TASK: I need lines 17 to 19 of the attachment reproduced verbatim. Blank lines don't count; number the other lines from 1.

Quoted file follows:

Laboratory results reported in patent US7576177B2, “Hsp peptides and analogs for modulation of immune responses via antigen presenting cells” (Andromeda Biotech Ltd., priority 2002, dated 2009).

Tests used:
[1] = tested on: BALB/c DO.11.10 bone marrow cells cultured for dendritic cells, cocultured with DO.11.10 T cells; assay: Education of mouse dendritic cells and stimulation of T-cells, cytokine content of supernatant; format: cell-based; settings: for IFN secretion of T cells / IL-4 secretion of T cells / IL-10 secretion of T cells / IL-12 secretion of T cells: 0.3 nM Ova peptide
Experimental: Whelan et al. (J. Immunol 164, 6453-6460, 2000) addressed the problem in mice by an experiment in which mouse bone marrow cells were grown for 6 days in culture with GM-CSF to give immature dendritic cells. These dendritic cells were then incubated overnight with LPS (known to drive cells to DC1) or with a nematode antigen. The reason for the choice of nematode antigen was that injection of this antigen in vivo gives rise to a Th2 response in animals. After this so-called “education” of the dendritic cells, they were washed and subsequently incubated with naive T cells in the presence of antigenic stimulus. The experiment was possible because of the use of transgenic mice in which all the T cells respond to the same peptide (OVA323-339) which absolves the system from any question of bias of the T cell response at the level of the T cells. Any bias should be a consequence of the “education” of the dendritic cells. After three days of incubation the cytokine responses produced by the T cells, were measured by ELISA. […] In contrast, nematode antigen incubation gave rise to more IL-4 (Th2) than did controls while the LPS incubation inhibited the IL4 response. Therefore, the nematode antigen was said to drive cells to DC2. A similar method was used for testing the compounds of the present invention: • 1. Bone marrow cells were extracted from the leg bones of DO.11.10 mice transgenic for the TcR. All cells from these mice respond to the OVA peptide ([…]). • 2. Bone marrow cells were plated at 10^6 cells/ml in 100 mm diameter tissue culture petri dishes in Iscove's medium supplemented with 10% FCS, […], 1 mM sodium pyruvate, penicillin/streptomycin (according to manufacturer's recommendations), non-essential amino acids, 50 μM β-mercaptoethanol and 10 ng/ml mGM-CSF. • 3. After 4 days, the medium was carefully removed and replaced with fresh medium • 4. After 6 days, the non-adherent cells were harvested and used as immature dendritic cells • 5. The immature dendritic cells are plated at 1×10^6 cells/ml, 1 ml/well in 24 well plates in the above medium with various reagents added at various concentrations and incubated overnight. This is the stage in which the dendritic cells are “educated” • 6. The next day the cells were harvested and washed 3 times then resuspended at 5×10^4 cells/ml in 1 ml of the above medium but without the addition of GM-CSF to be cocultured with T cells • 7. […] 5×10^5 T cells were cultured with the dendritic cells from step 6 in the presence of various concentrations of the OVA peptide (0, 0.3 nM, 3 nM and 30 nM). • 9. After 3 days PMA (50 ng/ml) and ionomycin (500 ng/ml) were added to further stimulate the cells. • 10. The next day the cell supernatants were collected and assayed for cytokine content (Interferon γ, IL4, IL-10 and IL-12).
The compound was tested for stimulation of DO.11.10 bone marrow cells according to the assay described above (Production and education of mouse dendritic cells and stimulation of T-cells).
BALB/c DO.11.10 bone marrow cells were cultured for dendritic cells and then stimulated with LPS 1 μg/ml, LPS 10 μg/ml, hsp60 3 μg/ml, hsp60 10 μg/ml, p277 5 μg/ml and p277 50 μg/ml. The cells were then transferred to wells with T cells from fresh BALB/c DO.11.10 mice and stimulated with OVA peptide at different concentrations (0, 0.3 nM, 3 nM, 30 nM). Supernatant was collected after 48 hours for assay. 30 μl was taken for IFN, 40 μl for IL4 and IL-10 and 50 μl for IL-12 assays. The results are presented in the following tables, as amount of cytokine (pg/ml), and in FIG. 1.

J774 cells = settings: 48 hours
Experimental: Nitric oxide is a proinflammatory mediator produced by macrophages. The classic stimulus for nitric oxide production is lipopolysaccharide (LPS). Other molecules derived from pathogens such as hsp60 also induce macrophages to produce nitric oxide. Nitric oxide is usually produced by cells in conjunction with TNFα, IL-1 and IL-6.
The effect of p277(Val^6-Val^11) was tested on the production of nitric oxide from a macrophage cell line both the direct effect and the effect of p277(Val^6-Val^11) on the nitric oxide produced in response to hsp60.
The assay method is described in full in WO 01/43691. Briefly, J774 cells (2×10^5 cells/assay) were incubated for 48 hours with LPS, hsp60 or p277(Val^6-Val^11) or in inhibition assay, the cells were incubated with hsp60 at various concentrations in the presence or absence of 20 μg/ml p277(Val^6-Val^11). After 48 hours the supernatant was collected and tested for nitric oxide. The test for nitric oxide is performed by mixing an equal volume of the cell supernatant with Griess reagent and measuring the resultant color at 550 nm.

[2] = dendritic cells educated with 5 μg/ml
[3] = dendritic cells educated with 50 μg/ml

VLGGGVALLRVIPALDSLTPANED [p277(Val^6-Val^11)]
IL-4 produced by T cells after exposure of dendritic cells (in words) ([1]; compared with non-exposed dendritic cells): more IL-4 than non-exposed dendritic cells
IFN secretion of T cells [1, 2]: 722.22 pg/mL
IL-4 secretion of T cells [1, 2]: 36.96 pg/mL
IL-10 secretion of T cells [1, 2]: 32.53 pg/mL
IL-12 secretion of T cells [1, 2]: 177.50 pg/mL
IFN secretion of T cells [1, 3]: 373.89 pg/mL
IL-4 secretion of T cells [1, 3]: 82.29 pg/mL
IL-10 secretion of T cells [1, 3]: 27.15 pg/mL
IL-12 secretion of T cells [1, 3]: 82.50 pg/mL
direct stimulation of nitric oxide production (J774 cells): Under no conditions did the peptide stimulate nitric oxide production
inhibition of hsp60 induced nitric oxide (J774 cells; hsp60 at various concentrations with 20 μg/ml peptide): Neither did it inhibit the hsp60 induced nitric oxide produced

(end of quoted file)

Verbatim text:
IL-10 secretion of T cells [1, 2]: 32.53 pg/mL
IL-12 secretion of T cells [1, 2]: 177.50 pg/mL
IFN secretion of T cells [1, 3]: 373.89 pg/mL